Amid the plotting, revolts and wild hedonism of the remains of the Roman empire at the beginning of the seventh century, English adventurer Aelric faces his hardest challenge as he tries to stop a Persian invasion – and deal with a determined and dangerous woman. Continue reading

Richard Blake on the Byzantine Empire


Heraclius: Emperor of Byzantium
Walter E. Kaegi
Cambridge University Press, 2003, 380pp
ISBN 0 521 81459 6
Reviewed by Richard Blake

This is the first biography of Heraclius in over a century, and the first ever in English. That a biography was worth writing should be clear from the book’s cover note:

This book evaluates the life and times of the pivotal yet controversial and poorly understood Byzantine Emperor Heraclius (AD 610-641), a contemporary of the Prophet Muhammad. Heraclius’ reign is critical for understanding the background to fundamental changes in the Balkans and the Middle East, including the emergence of Islam, at the end of Antiquity.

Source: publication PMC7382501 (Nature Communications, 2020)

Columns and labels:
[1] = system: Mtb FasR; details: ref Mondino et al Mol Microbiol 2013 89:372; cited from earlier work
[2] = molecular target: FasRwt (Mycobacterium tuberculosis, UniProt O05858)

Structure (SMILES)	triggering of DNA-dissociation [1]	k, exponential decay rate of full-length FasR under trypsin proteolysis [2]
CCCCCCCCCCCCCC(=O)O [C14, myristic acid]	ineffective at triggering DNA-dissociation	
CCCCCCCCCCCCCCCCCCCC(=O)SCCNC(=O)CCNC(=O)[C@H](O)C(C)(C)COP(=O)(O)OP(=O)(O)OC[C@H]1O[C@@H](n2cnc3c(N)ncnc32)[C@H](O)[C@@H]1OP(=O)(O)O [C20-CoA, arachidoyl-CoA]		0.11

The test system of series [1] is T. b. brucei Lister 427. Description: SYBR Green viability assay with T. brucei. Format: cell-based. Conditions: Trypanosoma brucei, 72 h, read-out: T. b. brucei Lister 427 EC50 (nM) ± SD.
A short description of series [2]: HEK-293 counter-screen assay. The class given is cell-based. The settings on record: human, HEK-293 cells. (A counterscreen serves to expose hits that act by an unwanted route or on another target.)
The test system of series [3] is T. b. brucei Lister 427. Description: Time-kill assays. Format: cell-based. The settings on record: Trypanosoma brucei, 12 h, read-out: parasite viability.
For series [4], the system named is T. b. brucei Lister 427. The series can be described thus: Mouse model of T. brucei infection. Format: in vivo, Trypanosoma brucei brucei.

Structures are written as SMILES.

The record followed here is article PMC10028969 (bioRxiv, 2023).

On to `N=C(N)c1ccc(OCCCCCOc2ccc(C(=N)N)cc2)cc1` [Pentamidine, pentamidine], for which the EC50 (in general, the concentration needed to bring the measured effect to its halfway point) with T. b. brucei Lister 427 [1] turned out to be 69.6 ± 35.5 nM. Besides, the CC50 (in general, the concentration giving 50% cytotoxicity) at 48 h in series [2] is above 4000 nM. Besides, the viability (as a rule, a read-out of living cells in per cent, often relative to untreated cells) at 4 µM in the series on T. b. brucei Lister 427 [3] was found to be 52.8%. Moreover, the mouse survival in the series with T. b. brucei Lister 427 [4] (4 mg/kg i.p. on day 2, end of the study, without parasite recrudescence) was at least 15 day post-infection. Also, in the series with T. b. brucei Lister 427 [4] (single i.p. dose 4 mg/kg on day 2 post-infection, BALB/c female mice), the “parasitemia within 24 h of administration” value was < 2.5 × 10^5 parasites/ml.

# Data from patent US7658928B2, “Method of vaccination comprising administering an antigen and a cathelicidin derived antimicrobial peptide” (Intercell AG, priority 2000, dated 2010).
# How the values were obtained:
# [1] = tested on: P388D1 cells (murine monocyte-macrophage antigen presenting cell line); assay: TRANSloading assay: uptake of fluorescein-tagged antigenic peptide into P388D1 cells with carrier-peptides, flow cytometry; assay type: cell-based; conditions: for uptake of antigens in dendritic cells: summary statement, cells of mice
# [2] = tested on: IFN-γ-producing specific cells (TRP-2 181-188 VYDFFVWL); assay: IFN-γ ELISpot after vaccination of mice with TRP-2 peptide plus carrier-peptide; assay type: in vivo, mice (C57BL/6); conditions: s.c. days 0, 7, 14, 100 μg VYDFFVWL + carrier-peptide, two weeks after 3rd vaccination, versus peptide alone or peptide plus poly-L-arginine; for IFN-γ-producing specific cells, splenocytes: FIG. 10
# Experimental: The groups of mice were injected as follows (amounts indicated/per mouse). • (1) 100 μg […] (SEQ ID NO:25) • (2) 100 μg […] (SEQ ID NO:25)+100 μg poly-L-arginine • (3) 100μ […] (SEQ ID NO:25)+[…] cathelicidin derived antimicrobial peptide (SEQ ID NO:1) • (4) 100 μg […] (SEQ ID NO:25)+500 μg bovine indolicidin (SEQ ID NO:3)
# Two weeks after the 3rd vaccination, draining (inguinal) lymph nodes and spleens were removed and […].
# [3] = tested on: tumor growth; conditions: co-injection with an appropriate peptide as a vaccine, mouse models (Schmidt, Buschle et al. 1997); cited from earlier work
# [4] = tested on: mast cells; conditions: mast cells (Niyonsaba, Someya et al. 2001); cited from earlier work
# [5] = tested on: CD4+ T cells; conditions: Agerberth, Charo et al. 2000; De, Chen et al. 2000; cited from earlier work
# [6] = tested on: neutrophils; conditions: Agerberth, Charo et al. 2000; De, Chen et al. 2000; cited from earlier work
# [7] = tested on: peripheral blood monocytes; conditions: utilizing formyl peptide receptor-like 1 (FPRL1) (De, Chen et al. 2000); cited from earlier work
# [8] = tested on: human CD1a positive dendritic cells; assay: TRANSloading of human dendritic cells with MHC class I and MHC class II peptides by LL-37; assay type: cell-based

Though few in England know of him, Heraclius is one of the most astonishing figures in history. Except they are true, the facts of his life read like something out of legend. He seized power in 610 just as the Persians were turning their war with the Empire from a set of opportunistic raids into an attempt at its destruction. During the next ten years, every Imperial frontier crumbled. After a thousand years of control by Greeks, or by Greeks and Romans, Persia and Egypt fell to the Persians.. The Slavs and Avars took most of Greece. The Lombards and Visigoths nibbled away at the remaining European provinces in the West. Africa aside, the Empire was reduced to a core that covered roughly the same area as modern Turkey. Continue reading